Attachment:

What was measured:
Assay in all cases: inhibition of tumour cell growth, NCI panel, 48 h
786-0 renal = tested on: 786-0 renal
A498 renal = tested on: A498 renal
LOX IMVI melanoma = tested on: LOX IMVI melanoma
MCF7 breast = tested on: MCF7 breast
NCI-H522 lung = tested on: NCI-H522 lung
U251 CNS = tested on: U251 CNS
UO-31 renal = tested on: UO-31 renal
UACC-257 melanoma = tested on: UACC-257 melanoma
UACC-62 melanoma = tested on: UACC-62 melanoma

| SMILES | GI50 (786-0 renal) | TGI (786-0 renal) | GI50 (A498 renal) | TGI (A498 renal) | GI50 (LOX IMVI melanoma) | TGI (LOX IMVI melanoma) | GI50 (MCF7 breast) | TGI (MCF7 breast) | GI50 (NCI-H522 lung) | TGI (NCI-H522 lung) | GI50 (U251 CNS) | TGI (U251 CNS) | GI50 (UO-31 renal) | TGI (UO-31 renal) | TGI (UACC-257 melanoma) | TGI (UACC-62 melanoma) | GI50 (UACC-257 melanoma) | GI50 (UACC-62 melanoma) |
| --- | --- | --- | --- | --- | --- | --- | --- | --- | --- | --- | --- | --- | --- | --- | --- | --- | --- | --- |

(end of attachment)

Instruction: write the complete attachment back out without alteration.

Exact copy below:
What was measured:
Assay in all cases: inhibition of tumour cell growth, NCI panel, 48 h
786-0 renal = tested on: 786-0 renal
A498 renal = tested on: A498 renal
LOX IMVI melanoma = tested on: LOX IMVI melanoma
MCF7 breast = tested on: MCF7 breast
NCI-H522 lung = tested on: NCI-H522 lung
U251 CNS = tested on: U251 CNS
UO-31 renal = tested on: UO-31 renal
UACC-257 melanoma = tested on: UACC-257 melanoma
UACC-62 melanoma = tested on: UACC-62 melanoma

| SMILES | GI50 (786-0 renal) | TGI (786-0 renal) | GI50 (A498 renal) | TGI (A498 renal) | GI50 (LOX IMVI melanoma) | TGI (LOX IMVI melanoma) | GI50 (MCF7 breast) | TGI (MCF7 breast) | GI50 (NCI-H522 lung) | TGI (NCI-H522 lung) | GI50 (U251 CNS) | TGI (U251 CNS) | GI50 (UO-31 renal) | TGI (UO-31 renal) | TGI (UACC-257 melanoma) | TGI (UACC-62 melanoma) | GI50 (UACC-257 melanoma) | GI50 (UACC-62 melanoma) |
| --- | --- | --- | --- | --- | --- | --- | --- | --- | --- | --- | --- | --- | --- | --- | --- | --- | --- | --- |